Karate Classes In Biggin Hill
Biggin Hill Karate Coach
Seeking a karate coach or karate classes in Biggin Hill ?
Karate is amongst the most widely practiced martial art forms worldwide. Fighting techinques rely on acute physical dexterity and psychological focus. They were developed in Asia (primarily The indian subcontinent, China and Okinawa, japan) over the course of many hundreds of years. In all this time, there are a great number of martial arts adaptations, and there are hundreds of martial arts styles practiced these days.
Why It Is Good To train Karate
Fitness, control, growth and development of excellent character are some of some great benefits of training Karate, you gain fitness through forceful movement and cardiovascular and anaerobic exercise, self-discipline via drills and repeating movement, and build good character by way of following instructions and training with humility.
Karate Lessons/Classes In Biggin Hill
Our Karate classes in Biggin Hill are designed for a variety of people, usually one of these three: Men and women who would like to learn a new martial art form or sport which hopefully keeps them in shape Those people who are intent on learning Karate & Those that want to develop the capacity to protect themselves while increasing their confidence in day to day life We can assist men, women and children of every age regardless of their experience or physical ability.
Karate practice (Biggin Hill ) – Our Karate Classes in Biggin Hill
Karate practice is usually divided into three key activities:
Kihon (drilling of stances, blocks, punches, strikes and kicks)
Kata (pre-arranged forms simulating combat situations)
We bring these three activities together to bring a complete Karate tuition experience in Biggin Hill .
Karate: historical information and facts
Karate history can be traced back some 1400 years, to Daruma, founder of Zen Buddhism in Western India. Daruma is said to have introduced Buddhism into China, incorporating spiritual and physical teaching techniques that were so demanding that many of his disciples would drop in exhaustion. In order to give them greater strength and endurance, he developed a more progressive training system, which he recorded in a book, Ekkin-Kyo, which can be considered the first book on karate in history.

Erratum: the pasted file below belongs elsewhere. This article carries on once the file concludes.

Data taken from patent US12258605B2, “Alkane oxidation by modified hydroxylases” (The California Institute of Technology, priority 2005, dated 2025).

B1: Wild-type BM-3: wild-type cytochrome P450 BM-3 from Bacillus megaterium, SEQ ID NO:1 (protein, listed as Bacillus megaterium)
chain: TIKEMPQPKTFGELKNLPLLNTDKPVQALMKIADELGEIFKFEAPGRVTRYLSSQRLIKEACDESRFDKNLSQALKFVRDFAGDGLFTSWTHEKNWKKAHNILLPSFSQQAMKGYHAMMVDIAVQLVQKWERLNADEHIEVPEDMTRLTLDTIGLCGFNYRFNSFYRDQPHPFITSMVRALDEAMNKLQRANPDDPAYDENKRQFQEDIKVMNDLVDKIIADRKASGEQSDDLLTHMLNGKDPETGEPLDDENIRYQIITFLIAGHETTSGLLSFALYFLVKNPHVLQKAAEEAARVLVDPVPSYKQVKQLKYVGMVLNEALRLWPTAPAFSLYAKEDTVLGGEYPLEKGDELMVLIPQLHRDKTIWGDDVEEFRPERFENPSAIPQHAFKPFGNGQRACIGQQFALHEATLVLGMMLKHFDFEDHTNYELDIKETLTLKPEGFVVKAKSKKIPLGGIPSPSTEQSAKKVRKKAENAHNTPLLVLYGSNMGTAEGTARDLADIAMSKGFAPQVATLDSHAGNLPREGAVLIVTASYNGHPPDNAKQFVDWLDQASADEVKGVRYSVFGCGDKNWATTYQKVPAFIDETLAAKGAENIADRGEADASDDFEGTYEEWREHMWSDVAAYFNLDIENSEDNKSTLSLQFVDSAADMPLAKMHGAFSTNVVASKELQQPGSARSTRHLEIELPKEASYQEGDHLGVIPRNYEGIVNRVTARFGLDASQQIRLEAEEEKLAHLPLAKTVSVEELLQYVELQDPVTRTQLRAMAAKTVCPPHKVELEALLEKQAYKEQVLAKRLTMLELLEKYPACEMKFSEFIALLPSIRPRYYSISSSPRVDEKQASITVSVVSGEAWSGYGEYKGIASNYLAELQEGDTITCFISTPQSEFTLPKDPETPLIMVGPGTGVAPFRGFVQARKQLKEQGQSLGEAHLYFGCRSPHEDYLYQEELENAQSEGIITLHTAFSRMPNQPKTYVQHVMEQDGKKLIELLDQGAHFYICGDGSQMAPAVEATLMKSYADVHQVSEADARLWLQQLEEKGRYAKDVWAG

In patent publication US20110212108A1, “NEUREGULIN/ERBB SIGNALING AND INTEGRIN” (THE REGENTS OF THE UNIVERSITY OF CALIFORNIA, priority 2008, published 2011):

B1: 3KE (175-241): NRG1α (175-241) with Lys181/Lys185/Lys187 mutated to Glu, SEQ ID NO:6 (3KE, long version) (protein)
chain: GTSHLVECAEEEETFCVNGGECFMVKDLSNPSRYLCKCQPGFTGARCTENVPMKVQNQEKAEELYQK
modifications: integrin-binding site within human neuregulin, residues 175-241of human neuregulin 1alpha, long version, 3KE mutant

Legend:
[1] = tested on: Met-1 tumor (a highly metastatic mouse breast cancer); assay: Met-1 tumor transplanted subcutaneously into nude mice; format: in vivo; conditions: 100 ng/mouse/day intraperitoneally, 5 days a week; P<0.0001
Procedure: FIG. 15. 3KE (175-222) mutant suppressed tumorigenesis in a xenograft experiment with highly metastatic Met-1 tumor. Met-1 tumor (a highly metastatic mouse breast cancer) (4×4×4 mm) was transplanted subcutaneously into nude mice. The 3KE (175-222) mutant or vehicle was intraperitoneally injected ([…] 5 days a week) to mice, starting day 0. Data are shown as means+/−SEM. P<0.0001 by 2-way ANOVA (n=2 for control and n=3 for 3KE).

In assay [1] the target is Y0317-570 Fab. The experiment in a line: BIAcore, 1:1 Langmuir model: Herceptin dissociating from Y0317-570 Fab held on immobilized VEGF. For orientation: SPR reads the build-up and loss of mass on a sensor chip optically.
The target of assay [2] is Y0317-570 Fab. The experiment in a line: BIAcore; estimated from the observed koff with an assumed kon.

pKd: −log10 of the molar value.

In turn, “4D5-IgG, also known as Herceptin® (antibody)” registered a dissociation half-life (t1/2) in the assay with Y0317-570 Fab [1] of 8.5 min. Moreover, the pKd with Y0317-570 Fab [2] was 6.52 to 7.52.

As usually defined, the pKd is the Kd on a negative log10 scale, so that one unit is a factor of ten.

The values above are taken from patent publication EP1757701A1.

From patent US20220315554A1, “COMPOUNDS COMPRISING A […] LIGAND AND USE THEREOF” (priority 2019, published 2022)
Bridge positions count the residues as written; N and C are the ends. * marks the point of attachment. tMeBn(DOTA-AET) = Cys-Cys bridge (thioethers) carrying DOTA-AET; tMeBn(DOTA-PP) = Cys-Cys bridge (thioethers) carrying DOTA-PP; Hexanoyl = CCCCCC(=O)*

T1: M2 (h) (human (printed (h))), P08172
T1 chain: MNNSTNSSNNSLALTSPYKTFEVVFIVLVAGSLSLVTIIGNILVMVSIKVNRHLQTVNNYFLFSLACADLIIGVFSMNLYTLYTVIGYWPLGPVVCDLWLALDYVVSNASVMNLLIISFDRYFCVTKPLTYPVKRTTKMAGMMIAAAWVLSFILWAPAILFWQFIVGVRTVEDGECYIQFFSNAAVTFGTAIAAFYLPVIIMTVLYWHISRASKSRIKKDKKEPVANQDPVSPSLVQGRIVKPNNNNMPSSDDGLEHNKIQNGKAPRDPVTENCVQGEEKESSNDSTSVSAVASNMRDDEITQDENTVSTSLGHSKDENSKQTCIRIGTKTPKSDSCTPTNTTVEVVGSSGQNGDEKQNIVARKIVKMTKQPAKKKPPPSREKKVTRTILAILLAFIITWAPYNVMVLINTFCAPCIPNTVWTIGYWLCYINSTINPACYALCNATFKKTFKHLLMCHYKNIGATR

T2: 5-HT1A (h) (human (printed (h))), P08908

The physical training, heavily imbued with Daruma’s philosophical principles, was taught in the Shaolin Temple in the year 500 A.D. Shaolin (Shorin) kung-fu, from northern China, was characterized by very colorful, rapid, and dynamic motions; the Shokei school of southern China was known for more powerful and sober techniques. These two kinds of styles found their way to Okinawa, and had their influence on Okinawa’s own original fighting method, called Okinawa-te (Okinawan hand) or simply te. A ban on weapons in Okinawa for two long periods in its history is also partly responsible for the high degree of development of unarmed fighting techniques around the island.
In summary, karate in Okinawa developed from the synthesis of two fighting techniques. The first one, used by the occupants of Okinawa, was very simple but terribly effective and, above all, very close to reality since it was used throughout many centuries in real combat. The second one, much more elaborate and impregnated with philosophical teachings, was a product of the ancient culture of China. These two origins explain the double character of Karate-extremely violent and efficient but at the same time a strict and austere discipline and philosophy with a nonviolent emphasis.
(info courtesy of: Karate Class in Biggin Hill )